Jason Seater, 21, had been out drinking with pals when he was caught on CCTV urinating in the lake in Portland, Oregon, at 1.30am.
Officials immediately ordered the entire reservoir to be drained at a cost of £22,000 ($36,000).
Health experts say the move was ridiculous but David Shaff, an administrator at the Portland Water Bureau, defended the decision and said: “There are people who will say it's an over reaction. I don't think so. I think what you have to deal with here is the 'yuck' factor.
“I can imagine how many people would be saying 'I made orange juice with that water this morning.' "Do you want to drink pee? Most people are going to be pretty damn squeamish about that.”
It will take more than a spoon-ful of sugar to make this medicine go down.
In its latest attempt to derail the plain cigarette packaging legislation, Big Tobacco has pulled out one of its favourite pro-tobacco messages: say no to a nanny state.
The print advertisements and website ask, “Do you really like living in a nanny state?” and explain, “The government doesn’t believe you can make your own decisions. More and more, the government is telling us what we should and shouldn’t do.”
The tobacco industry’s concern with the legislation is, of course, the loss of their branding – one of the last available avenues to market cigarettes to consumers.
It’s motive? Retaining the current level of profit by selling cigarettes that cause addiction and then prematurely kill one in every two people who smoke them.
Big Tobacco has relied on a range of arsenal and contradictory messages to fight the plain packaging legislation so far.
First we were told there was no evidence plain packaging would work. Then, we were told it would increase smoking. And most recently, that it would increase terrorism and allow organised crime to flourish.
Economically, we were told plain packaging would waste taxpayer money. And, it would cost the taxpayer even more money because the tobacco manufacturers would sue the government.
The term “nanny state” was coined by British politician Iain Macleod in 1965. At one stage a health minister, he smoked furiously and died at 57 of a heart attack.
The metaphor was given further prominence by the British author and journalist Auberon Waugh. Waugh, also a heavy smoker, opposed any action on smoking and died of heart disease at 61.
Closer to home, governments have been accused of nanny stateism in the process of implementing all of our greatest public health reforms.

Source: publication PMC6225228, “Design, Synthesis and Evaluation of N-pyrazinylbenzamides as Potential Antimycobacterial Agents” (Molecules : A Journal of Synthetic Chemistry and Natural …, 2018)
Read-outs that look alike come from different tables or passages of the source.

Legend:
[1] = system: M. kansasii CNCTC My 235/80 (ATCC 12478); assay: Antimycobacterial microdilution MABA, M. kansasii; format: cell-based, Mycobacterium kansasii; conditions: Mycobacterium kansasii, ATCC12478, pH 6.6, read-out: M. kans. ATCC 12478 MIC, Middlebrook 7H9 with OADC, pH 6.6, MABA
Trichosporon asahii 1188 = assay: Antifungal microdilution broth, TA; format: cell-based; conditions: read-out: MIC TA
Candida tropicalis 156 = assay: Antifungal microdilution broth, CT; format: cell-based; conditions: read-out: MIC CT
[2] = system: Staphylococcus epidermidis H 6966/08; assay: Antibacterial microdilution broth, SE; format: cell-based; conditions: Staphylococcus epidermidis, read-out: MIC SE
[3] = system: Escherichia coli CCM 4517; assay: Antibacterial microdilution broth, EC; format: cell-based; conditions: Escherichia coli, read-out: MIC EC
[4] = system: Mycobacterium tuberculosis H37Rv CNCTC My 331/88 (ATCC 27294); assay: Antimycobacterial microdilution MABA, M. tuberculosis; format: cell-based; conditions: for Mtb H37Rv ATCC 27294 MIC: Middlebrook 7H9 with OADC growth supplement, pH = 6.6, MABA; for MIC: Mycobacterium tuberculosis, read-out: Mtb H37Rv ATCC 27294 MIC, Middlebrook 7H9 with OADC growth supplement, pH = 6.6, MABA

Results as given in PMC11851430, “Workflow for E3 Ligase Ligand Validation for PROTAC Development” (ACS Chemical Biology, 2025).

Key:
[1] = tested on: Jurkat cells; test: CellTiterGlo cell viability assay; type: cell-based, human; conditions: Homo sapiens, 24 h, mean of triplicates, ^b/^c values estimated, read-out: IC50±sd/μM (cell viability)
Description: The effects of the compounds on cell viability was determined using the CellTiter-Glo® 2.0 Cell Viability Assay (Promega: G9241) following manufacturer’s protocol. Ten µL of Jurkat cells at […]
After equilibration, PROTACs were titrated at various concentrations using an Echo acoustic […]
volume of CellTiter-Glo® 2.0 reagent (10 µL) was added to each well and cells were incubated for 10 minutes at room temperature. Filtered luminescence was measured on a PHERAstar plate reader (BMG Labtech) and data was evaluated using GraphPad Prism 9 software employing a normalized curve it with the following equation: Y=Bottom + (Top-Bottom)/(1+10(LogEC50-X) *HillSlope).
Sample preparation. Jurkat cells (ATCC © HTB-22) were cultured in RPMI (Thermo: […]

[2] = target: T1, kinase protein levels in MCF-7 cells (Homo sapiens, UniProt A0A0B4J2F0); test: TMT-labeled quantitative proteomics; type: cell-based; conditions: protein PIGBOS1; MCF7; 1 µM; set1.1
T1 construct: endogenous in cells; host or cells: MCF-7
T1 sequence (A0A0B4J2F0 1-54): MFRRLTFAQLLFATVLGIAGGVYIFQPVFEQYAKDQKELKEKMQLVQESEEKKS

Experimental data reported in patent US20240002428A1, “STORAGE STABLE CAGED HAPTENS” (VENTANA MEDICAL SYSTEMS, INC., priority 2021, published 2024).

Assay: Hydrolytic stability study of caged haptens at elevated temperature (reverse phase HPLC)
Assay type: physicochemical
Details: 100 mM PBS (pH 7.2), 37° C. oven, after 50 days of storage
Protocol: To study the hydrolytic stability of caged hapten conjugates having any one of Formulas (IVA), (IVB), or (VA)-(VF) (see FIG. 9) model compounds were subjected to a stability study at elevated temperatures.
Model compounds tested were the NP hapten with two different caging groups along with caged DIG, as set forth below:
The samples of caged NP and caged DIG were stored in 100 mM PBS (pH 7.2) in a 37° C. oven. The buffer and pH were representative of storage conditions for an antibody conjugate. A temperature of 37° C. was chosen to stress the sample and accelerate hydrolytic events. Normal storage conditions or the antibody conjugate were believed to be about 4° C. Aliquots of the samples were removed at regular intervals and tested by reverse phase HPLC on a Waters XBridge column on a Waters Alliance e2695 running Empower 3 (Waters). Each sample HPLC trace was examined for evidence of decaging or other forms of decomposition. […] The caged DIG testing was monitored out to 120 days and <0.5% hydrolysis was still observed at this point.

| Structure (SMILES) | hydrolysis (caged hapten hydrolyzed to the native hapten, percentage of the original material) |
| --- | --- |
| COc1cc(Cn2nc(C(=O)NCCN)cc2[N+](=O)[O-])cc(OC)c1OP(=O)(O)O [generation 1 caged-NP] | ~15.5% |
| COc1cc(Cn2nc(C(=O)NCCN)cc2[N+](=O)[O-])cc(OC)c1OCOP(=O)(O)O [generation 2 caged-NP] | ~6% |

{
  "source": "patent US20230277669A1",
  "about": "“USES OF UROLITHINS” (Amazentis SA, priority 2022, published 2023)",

In the 1950s, 75% of Australian men smoked. But with bans on tobacco advertising, smoke-free legislation and increased tobacco taxes, this rate is down to less than 17%, and we now have the lowest levels of smoking ever among adolescents.
Many more stunning shots here.
Monday, June 20, 2011
In the days that followed, Deck decided to give his life some purpose (at least for a few months) and, several months later, set off on a road trip around the United States in order to document our country's many misspellings. He gave himself the mandate of correcting at least one spelling mistake every single day. Together with a rotating cast of friends, he traveled from the Northeast ("bread puding") to Georgia ("pregnacy test") to Wisconsin ("Milwuake Furniture") while documenting each mistake and each correction on his blog -- a mission that taught him about the breadth of America's language problem and its citizens' strongly divergent attitudes toward the English language.
Sunday, June 19, 2011
According to Ynet, the large dog made its way into the Monetary Affairs Court in the ultra-Orthodox Jewish neighbourhood of Mea Shearim in Jerusalem, frightening judges and plaintiffs.
Despite attempts to drive the dog out of the court, the hound refused to leave the premises.
One of the sitting judges then recalled a curse the court had passed down upon a secular lawyer who had insulted the judges two decades previously.
Their preferred divine retribution was for the lawyer's spirit to move into the body of a dog, an animal considered impure by traditional Judaism.
Clearly still offended, one of the judges sentenced the animal to death by stoning by local children.
Born to Run was one of the first LP's I ever bought. I got it in the Oxfam Shop in St Andrews in the late 70s. I never really liked Springsteens later work and had no idea who Clarence Clemons was until I read the news today.
Brilliant musician even I was ignorant all those years.
Saturday, June 18, 2011
She stripped naked because marine experts believe beluga whales do not like the touch of artificial materials such as diving suits.
The taming of the whales took place in the Murmansk Oblast region in the far northwest of Russia at the shore of the White Sea near the Arctic Circle branch of the Utrish Dolphinarium.